Christopher Lasch rose to prominence just as the postwar consensus was wheezing its death rattle at the close of the 1970s. Sustained prosperity had evaporated into “diminishing expectations.” Americans no longer hoped for more; they merely hoped to survive. Lasch’s diagnosis of this predicament in The Culture of Narcissism earned him a spread in Time magazine, an invitation to dine with President Jimmy Carter, and a spot on the best-seller list alongside titles such as If Life Is a Bowl of Cherries, Why Am I in the Pits? He’d hit a nerve. After decades of neglect, Lasch has now returned to prominence. Even before the return of inflation this year, a succession of woes was again dimming our expectations.
What about his vision of American life in the ’70s has resonated nearly half a century later? Lasch presciently diagnosed the corrosive effects of the managerial rule that had already taken root in his time, and that so clearly defines ours. Yet in imagining alternatives and sources of resistance, he too often fell for an environmentalist sentimentality that today has emerged as one of the cornerstones of managerial misrule—a development he only half-recognized toward the end of his remarkable life and career.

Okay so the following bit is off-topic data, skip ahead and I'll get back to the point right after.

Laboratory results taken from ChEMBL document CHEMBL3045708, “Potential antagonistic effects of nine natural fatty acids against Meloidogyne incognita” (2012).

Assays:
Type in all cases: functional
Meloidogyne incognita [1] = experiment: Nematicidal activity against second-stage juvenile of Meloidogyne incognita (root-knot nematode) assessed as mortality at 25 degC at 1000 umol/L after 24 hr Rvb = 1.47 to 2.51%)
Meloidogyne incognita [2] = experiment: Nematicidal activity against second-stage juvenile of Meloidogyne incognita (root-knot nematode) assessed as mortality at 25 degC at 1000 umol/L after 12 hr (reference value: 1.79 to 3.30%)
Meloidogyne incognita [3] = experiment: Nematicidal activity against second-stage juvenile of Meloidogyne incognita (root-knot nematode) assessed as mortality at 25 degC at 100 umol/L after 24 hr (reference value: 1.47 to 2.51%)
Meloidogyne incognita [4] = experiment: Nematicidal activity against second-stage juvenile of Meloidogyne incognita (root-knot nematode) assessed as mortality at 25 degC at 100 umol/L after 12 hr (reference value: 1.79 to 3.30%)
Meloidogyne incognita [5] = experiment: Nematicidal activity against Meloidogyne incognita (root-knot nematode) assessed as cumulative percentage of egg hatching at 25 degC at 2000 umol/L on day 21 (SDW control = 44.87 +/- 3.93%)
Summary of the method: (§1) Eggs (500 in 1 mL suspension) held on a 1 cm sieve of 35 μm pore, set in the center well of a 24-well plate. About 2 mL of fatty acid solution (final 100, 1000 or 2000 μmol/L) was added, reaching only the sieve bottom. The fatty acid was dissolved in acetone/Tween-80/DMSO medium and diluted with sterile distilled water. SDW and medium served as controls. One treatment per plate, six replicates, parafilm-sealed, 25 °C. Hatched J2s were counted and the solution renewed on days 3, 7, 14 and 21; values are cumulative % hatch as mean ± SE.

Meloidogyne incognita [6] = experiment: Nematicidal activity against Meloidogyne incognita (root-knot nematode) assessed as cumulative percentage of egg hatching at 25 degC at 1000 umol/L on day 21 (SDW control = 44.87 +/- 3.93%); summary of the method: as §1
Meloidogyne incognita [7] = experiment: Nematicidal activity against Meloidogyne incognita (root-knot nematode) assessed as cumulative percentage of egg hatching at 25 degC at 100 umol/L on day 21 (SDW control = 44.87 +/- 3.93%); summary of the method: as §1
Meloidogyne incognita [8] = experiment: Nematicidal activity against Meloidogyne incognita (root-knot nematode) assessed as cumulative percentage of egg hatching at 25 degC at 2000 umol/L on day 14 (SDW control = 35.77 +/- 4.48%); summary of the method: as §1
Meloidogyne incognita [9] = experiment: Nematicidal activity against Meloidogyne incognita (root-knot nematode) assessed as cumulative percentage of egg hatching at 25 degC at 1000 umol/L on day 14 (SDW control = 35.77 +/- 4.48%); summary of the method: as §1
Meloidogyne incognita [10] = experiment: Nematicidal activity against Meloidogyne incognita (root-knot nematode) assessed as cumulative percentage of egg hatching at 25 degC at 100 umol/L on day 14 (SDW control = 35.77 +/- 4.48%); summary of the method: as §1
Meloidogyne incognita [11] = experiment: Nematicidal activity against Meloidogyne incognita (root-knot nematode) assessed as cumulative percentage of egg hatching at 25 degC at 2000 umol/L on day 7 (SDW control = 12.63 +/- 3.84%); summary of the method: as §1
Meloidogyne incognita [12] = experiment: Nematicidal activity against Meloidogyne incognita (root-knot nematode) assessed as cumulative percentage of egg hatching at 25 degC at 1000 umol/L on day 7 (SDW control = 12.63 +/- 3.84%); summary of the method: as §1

Two energy crises, stagflation, Vietnam, Watergate, the fall of the house of labor, assassinations of political leaders, and the cataclysm of the 1960s weigh heavily on Lasch’s analysis. America had bestrode the globe after World War II, but by the time 1979 rolled around, Lasch wrote, “those who recently dreamed of world power now despair of governing the city of New York.” Americans seemed ill-equipped to handle the new reality—in part, he claimed, because of the dominance of the narcissistic personality.